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Frenula redirects here. For the brachiopod genus, see Frenula (brachiopod)

A frenulum (or frenum, plural: frenula or frena, from the Latin frēnulum, "little bridle", the diminutive of frēnum ) is a small fold of tissue that secures or restricts the motion of a mobile organ in the body. A short frenulum may require a frenectomy or frenuloplasty to achieve normal mobility.

Frenula on the human body include several in the mouth, some in the digestive tract, and some connected to the external genitalia:

  • Oral tissue: Frenula of the mouth include the frenulum linguae under the tongue, the f. labii superioris inside the upper lip, the f. labii inferioris inside the lower lip, and the buccal frena which connect the cheeks to the gum. These can easily be torn by violent blows to the face or mouth, and thus a torn frenulum is sometimes a warning sign of physical abuse.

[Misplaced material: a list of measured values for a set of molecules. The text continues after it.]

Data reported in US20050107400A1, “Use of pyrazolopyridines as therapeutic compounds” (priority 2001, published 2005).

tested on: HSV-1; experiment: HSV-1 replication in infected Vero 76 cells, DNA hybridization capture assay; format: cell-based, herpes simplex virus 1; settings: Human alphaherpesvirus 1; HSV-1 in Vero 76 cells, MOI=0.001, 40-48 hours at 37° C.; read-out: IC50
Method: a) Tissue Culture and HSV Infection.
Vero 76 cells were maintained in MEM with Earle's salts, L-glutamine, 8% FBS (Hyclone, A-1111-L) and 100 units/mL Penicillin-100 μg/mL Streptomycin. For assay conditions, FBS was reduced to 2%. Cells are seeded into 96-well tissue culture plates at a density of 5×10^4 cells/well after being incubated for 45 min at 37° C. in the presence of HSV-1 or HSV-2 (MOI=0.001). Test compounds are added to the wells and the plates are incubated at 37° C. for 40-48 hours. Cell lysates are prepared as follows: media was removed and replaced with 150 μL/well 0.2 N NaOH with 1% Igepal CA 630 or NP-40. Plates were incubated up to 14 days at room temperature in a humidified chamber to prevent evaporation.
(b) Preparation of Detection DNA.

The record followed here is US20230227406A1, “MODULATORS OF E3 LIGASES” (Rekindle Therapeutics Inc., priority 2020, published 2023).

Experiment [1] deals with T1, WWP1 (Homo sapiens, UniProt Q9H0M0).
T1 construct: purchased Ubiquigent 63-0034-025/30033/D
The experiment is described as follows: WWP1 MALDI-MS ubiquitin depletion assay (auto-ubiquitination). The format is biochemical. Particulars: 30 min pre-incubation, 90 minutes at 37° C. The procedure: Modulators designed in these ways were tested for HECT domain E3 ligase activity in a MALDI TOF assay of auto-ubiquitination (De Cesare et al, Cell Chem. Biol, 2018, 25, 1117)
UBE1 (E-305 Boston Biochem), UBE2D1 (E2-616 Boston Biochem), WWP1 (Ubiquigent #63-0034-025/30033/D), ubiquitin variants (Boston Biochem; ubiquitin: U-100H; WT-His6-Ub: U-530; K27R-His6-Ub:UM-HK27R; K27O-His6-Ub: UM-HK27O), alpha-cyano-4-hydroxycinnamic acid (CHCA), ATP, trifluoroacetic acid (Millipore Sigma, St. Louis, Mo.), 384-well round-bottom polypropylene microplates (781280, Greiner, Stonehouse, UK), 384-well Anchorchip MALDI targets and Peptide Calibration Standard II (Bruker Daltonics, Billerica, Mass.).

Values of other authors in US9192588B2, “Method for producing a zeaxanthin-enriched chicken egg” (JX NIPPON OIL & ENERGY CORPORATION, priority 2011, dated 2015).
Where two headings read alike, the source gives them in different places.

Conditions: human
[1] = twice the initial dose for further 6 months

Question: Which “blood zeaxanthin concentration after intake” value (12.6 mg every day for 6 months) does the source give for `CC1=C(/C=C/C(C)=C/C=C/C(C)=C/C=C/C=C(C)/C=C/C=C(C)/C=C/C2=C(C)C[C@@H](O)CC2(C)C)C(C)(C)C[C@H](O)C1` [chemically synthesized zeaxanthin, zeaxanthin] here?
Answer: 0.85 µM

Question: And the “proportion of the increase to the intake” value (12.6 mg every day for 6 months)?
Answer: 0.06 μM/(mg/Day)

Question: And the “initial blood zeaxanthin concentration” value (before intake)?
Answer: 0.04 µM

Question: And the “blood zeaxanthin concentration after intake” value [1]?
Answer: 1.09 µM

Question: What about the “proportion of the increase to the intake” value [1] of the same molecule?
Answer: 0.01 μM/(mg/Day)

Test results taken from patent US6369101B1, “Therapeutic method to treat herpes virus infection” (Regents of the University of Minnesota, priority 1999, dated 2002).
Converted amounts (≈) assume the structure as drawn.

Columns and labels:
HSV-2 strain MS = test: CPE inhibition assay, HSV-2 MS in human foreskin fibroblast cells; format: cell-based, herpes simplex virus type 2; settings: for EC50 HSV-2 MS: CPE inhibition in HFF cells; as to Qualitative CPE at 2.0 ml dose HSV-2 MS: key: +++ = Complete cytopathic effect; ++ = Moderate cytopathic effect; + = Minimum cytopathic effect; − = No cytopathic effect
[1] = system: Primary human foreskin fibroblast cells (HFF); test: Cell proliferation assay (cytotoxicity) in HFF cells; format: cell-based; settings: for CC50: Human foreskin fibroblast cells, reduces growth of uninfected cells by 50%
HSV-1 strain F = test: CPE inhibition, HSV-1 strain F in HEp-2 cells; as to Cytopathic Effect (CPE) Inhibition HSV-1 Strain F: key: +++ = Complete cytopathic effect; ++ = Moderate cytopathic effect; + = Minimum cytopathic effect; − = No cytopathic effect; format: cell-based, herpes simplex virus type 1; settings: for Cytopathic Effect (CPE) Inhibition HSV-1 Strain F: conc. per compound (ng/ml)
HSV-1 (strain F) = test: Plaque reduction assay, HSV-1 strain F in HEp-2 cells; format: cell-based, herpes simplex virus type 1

• Vulvular tissue: In females, genital frenula include the frenulum clitoridis of the clitoris and the frenulum labiorum pudendi (aka. fourchette) where the labia minora meet at the back.
  • Penile tissue: The word frenulum on its own is often used for the frenulum of prepuce of penis or frenulum preputii penis, which is an elastic band of tissue under the glans penis that connects to the prepuce, or foreskin to the vernal mucosa, and helps contract the prepuce over the glans.
  • Brain: Frenulum veli

In entomology

The word frenulum also refers to a bristle present at the root of the hindwing of most moths which engages with a small hook on the forewing to join the wings together.

This article is licensed under the GNU Free Documentation License. It uses material from the Wikipedia article "Frenulum". A list of authors is available in Wikipedia.
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